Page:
Slovene cuisine

Slovene cuisine

As you know, I love Slovenia and I enjoy living here very much, but I am not always enthusiastic about their cuisine. And with that I mainly mean the traditional dishes. This is because the Slovenes like to eat (a lot of) fat. And I absolutely don’t like that. Fat sausages and a kind of crackling (lard) for example, here called »ocvirki«. Not for me.

The Slovenes generally eat a lot of meat, especially pork, chicken, and turkey. Because their own livestock is still often slaughtered and processed in the villages, almost everything from an animal is used. A well-known dish here is, for example, »vampi«, a kind of goulash, but instead of pieces of beef, it contains a cow’s stomach cut into strips. When Bine and I first got together we stopped somewhere for a meal on the way, he ordered vampi. I asked what it was and Bine said it was some kind of goulash. I ordered »regular« goulash, just to be on the safe side, but took one bite from Bine’s vampi to taste. OMG, it was gross! I spit it out immediately and never ate it again. And at that point, I didn’t even know what it was! Bine only told me that afterward, of course. No, this is also not for me ;).

In any case, people like to eat one-pan dishes here, called “enolončnice”. If you go into the mountains and eat in a mountain hut, you cannot escape it. Well-known »enolončnice« are for example Jota: a meal soup with beans, potato and sauerkraut, Vampi, as mentioned ;), Goulash, Pasulj: thick white bean soup, often with sausage, Matevž: a potato and kidney bean puree (as a side dish with sauerkraut and sausage), Ričet (or Ješprenj): meal soup with barley, beans, potatoes and vegetables, and Bograč: a goulash made of different types of meat and potatoes.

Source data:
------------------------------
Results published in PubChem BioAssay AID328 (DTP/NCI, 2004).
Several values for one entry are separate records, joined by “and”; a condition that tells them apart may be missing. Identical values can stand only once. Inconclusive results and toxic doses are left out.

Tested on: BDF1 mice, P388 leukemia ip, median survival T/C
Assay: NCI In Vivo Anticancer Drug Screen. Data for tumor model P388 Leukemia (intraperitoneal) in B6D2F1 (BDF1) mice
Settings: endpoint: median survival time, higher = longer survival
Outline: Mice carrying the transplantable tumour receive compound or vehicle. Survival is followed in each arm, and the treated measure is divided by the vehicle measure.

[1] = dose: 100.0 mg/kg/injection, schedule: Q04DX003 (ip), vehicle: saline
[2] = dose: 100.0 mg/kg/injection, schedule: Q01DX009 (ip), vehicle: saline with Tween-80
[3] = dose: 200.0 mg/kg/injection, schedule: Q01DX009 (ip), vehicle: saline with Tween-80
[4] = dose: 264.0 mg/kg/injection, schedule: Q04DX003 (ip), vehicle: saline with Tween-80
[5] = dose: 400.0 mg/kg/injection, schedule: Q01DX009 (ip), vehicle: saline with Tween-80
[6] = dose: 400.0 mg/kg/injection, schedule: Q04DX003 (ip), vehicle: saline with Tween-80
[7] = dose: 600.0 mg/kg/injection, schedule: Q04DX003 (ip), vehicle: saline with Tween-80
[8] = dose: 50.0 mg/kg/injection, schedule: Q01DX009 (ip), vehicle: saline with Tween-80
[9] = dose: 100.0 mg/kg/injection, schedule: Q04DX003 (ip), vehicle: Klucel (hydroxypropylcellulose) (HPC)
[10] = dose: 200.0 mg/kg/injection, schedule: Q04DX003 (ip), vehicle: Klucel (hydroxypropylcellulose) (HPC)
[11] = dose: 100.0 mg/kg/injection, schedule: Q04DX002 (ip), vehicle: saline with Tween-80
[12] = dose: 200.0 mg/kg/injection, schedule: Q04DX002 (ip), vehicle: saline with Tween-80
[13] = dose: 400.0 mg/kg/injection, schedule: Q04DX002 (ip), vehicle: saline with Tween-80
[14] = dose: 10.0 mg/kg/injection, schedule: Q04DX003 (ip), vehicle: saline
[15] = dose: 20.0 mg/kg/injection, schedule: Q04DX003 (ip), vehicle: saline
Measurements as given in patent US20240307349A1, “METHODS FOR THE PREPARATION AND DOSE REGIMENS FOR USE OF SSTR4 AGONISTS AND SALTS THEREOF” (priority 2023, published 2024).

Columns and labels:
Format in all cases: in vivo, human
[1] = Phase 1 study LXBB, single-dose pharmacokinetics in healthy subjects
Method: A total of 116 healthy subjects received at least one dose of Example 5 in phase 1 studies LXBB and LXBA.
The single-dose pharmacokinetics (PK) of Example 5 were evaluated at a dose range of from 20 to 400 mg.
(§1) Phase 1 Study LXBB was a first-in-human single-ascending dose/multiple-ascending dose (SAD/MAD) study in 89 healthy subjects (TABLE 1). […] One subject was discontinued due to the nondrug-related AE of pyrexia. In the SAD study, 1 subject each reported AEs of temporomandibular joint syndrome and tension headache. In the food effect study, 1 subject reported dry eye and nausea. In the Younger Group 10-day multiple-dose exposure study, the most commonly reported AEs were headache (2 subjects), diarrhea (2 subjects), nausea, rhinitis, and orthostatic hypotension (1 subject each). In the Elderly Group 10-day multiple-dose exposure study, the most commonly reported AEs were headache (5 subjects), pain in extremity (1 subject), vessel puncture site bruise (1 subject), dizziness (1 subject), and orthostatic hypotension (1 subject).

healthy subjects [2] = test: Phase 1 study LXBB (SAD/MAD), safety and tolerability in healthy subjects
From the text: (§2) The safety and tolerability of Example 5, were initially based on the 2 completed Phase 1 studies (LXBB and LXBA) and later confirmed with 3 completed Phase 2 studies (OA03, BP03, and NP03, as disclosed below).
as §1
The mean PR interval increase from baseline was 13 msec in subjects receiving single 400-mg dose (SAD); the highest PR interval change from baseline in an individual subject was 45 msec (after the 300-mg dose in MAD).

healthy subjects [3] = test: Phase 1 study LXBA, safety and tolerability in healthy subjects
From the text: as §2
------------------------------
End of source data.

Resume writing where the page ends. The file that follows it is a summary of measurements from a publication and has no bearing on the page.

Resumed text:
Relatively few vegetables are eaten. Vegetables that are mainly used are beans, sauerkraut, and lettuce. In addition, people eat a lot of potatoes and dishes made of flour, such as the traditional »zganci« and »polenta«. Zganci is buckwheat flour that is fried in a pan, while stirring, with a little water and salt and to which lard is often added. Polenta is made in the same way but from corn flour. It becomes out a kind of dry, tasteless porridge. Apologies for those who love it, but that’s my personal opinion/taste ;). Zganci is often eaten together with sauerkraut, but also as a main dish in warm milk.

In general, Slovenian cuisine is influenced by the cuisines of the surrounding countries. On the menu of a standard restaurant, you will find Wienersnitzel with fries (Austria), čevapičiči (Balkans), goulash (Hungary), and pizza (Italy). Pizza is very popular here and is eaten a lot so you will find many pizzerias. And those pizzas are delicious! I have never eaten such delicious pizzas as here in Slovenia. Not in Italy and certainly not in the Netherlands. There I find the pizzas thin and dry. The pizzas here have a good base and are richly topped. I always recommend everyone who comes to Slovenia to go and have pizza at least once :).

Of course, there are many more dishes to eat here, such as fish dishes (how about fresh trout from the Krka?). They also do a lot with mushrooms, in the form of soup and sauces with meat dishes. Bine loves that. In some restaurants, you can also eat very good game dishes such as bear goulash, deer loin, or steak of a wild boar. Again not for me ;). My father likes it though. Well, everyone’s taste, right? In any case, there is something good for everyone to eat here, so another reason to visit Slovenia :). Enjoy your meal!!



  1. Goodness! I guess I’ll be eating lots of vegetarian pizzas with mushrooms during our trip to Slovenia next year! I am not a big meat-eater. I prefer a variety of colorful vegetables. Is it difficult to find a mixed green salad as a side dish in a rural restaurant? Is broccoli offered at restaurants outside cities? What vegetables are available to you in your nearest supermarket?

    My Slovenian grandmother (who emigrated to the U.S. in 1920) used to eat dandelion salad, I believe. And she would mix canned green peas with chopped onion and, I think, vinegar and eat them cold. Are those dishes still eaten in Slovenia?

    I very much enjoy your posts and the beautiful photos!

    • I’m sure you will be able to find vegetables to your liking :). Especially in the “big” supermarkets, there is enough choice. In restaurants, the choice is usually limited to different salads, a mix of cooked cauliflower, broccoli and carrots and grilled vegetables (paprika, zucchini and mushrooms). And yes, salad from dandelion is very popular here :). The green peas with onion dish doesn’t ring a bell…..

Leave a Reply

Your email address will not be published. Required fields are marked *

Subscribe to Blog via Email

Enter your email address to subscribe to this blog and receive notifications of new posts by email.

Join 141 other subscribers

Recent Comments